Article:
I stayed up late watching a DVD, and when I turned off the television, Fox (Channel 2 here) was showing a Cheers episode. The title of the 1993 episode was "Woody Gets an Election." (Season 11, Episode 21) In this episode, Frasier convinces the hapless Woody Boyd--a genial but vacuous bartender--to run for City Council. Frasier's goal is to create an experiment proving voter ineptitude. Frasier first tells Sam Malone that a monkey could get 10% of the vote, but then tells Sam he'll go one better--he will bet that Woody Boyd can get 10% of the vote:
Look, all I'm saying is that when it comes to voting, people just shut off their brains. I submit we could put a chimpanzee on the ballot and garner ten percent of the vote.
Sam and Frasier make the bet, and we're off to the races. (Anti-Obama people will love Frasier's advice to Woody--just come up with something about "change," he says.) In the middle of the election, Frasier dreams that Woody will eventually move up in the political ranks, become president, and then blow up the entire world. Waking from his nightmare, Frasier convinces Woody to drop out of the race. Even though Woody tells the public he is quitting the race, he wins the election anyway when his wife announces she is pregnant. After Woody's successful election, a despondent, guilt-ridden Frasier believes he has brought about the extinction of the human race as we know it.
As I am watching this episode, I flip to another channel. It's a repeat of Sarah Palin's interview yesterday with Oprah. I keep watching the Cheers episode, and I start wondering whether I've swallowed the red pill ("You take the blue pill--the story ends, you wake up in your bed and believe whatever you want to believe. You take the red pill--you stay in Wonderland and I show you how deep the rabbit-hole goes."). I soon realize art is imitating life.
Some of Woody's comments could match up identically with Sarah Palin's words--just switch "hockey mom" with "farmboy" to eliminate the gender issue, and then go watch the Cheers episode. For example, Woody says plenty of folksy stuff about cleaning up city hall--he says he just knows what's on the farm, and as a simple farmboy, he wants to clean up the rats, because with the rats, you won't have a barn. The reporter--who later plays Roz on Frasier's own show--walks away, saying she's never heard such corny stuff, but she's inclined to believe Woody can pull it off. I started thinking about Sarah Palin's anti-corruption campaign promises and her folksy sayings, and the similarities between Sarah Palin and Woody stunned me.
In case you're wondering, Sarah Palin did a decent job in the Oprah interview. She came across as a nice, active mom who loves her family--just like the Woody character comes across as a decent, nice guy who loves his wife. As I watched the interview, I realized Sarah Palin believes that being a decent person is enough to run for office. In other words, if you're not a liar, not evil, and you believe in God, why can't you do good things in public office? It's sort of like asking,"Why can't Woody Boyd represent Boston well?"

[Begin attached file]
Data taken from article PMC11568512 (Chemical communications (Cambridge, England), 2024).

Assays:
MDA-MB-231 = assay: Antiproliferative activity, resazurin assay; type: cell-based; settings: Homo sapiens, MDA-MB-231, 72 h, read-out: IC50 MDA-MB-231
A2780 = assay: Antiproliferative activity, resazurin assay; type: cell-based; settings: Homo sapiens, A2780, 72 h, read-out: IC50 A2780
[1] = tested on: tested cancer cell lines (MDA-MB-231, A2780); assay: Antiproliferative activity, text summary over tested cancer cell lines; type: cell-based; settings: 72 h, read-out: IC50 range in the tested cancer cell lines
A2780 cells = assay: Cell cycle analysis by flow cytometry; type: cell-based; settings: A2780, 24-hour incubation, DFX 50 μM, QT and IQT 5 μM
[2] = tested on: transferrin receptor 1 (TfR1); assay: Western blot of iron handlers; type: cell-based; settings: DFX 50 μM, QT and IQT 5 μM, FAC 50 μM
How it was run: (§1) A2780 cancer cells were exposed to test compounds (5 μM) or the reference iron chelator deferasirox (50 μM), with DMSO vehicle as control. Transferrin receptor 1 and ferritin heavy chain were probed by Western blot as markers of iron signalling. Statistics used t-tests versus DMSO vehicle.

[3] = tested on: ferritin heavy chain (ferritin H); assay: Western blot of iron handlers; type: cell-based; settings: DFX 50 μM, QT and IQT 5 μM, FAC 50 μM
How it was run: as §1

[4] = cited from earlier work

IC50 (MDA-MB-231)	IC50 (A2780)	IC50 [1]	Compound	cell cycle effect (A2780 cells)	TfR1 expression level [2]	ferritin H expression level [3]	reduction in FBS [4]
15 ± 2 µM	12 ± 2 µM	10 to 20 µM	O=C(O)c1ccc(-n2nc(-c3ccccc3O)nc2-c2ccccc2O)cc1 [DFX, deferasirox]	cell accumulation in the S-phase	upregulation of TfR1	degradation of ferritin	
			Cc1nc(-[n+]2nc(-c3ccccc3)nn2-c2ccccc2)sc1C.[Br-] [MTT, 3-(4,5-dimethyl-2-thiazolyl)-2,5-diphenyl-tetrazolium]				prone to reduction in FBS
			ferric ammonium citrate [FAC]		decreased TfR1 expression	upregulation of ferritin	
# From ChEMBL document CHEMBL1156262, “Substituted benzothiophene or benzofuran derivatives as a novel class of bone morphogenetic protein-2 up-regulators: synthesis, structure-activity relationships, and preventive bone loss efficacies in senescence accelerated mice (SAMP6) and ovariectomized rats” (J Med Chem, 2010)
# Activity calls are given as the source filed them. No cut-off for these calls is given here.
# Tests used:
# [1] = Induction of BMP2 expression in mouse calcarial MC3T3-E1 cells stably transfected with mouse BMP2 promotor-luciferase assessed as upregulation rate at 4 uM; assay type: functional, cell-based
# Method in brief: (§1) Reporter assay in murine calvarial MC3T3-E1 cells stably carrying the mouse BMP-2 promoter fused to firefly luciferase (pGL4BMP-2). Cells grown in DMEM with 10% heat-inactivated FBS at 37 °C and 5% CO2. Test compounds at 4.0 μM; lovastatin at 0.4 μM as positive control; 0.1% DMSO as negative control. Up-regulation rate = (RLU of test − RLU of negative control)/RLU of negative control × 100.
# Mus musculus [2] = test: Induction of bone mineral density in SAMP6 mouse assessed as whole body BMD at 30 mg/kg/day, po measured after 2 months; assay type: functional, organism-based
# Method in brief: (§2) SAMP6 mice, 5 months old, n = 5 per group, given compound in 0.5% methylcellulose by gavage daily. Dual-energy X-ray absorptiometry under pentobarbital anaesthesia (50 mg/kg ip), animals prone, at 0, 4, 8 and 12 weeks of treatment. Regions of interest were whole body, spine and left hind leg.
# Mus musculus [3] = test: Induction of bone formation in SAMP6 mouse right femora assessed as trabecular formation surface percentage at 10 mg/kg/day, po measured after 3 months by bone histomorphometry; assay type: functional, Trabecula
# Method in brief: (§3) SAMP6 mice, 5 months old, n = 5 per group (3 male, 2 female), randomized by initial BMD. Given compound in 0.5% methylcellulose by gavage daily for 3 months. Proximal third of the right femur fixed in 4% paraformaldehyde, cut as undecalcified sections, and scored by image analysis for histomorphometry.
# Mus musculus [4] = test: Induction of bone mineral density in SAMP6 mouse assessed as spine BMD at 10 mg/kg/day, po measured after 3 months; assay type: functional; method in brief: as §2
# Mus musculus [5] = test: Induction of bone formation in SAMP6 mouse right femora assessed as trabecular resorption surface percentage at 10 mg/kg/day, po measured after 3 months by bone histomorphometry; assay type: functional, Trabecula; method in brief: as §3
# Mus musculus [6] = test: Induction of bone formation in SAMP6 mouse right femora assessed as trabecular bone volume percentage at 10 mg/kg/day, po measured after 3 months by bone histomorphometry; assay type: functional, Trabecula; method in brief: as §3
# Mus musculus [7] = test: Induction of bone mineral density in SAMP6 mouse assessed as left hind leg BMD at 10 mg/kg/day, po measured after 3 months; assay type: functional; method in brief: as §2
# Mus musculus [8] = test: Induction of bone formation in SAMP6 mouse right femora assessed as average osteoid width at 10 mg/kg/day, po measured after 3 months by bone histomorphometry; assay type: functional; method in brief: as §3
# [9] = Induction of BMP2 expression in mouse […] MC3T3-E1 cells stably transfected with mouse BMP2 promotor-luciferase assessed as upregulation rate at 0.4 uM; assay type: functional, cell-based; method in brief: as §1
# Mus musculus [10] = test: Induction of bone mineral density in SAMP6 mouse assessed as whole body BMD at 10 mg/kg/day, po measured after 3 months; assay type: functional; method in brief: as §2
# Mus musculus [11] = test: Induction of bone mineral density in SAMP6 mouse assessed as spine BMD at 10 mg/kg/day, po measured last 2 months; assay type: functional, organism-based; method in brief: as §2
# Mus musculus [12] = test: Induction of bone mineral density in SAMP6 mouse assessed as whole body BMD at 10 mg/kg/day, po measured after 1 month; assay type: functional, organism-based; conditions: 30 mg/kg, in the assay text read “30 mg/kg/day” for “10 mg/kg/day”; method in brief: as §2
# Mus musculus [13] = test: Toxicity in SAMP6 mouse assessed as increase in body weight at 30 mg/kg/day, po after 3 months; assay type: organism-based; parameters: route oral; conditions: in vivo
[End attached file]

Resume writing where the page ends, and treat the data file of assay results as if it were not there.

Anything's possible, right? Except that these days, being a politician requires more than just being a good person. It means being able to interpret and write good laws. It means being smart enough to understand the intricacies of various legal procedures. It means having more than basic knowledge of American history and economics. It means being able to juggle special interests--public sector unions, corporations, small businesses, etc.--with doing what's right for the people. (San Jose Councilmember Pete Constant needs to do a better job in this regard. As an ex-cop, he did the police union's bidding and voted against government transparency, and then seems to have given me a bogus reason for voting against it. For more, see here).
Now, Sarah Palin might believe she can hire staff members who can handle all the tough, tedious details for her. But the culture of any institution starts at the top. If the leader lacks understanding and direction when it comes to details, the entire organization will eventually get sloppy. We've already seen that phenomenon with George W. Bush: someone interprets a Rumsfeld memo to mean that torturing detainees is perfectly fine. The CIA starts torturing the wrong people and then instead of coming clean, it tries to cover up its mistakes. Instead of complying with reasonable information requests, the DOJ starts finding technical reasons to deny them. And so on. We've already seen what happens when a nice, decent person gets into office. It's a total disaster. After experiencing the George W. Bush years, why would anyone listen to Sarah Palin? She's got as much credibility as Woody Boyd.
Fittingly, the final scene of the Cheers episode shows a nuclear bomb exploding. (Matt "She's Going to Have the Nuclear Codes" Damon would be proud.)